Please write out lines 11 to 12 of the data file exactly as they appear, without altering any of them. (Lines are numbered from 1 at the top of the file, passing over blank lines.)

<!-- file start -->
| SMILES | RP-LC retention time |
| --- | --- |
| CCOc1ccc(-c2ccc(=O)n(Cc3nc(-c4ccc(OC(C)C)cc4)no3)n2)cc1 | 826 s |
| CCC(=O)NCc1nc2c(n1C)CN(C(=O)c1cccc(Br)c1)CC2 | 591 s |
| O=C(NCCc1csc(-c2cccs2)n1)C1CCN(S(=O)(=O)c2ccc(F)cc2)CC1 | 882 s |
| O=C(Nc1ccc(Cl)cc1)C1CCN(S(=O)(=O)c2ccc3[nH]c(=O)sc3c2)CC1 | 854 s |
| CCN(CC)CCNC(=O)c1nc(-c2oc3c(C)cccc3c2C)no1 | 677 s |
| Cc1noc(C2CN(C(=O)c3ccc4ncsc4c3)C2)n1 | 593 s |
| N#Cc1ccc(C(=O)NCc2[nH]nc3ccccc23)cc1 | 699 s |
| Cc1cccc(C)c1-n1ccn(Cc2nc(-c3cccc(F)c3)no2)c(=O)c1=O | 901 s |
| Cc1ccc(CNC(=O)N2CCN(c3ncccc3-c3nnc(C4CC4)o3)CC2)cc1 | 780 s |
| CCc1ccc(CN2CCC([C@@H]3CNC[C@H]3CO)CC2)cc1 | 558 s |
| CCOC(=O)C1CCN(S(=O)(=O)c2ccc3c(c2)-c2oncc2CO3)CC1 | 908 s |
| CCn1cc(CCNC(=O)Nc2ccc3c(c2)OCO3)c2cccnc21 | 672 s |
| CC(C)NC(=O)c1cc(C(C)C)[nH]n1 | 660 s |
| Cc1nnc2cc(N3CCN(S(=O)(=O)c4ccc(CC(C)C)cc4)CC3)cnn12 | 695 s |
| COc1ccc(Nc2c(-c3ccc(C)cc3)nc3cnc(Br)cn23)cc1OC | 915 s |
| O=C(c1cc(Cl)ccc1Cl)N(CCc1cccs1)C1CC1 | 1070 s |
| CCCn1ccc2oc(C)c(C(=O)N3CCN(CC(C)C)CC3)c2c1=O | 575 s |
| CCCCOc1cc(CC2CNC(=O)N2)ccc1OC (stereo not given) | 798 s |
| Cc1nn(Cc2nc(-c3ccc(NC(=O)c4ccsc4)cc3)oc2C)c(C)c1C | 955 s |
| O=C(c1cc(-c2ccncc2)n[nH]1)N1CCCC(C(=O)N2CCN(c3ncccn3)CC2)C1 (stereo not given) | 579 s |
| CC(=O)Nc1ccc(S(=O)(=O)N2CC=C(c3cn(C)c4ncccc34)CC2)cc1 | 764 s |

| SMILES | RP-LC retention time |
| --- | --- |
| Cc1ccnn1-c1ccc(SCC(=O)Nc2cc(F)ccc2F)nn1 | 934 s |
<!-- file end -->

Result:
| Cc1ccc(CNC(=O)N2CCN(c3ncccc3-c3nnc(C4CC4)o3)CC2)cc1 | 780 s |
| CCc1ccc(CN2CCC([C@@H]3CNC[C@H]3CO)CC2)cc1 | 558 s |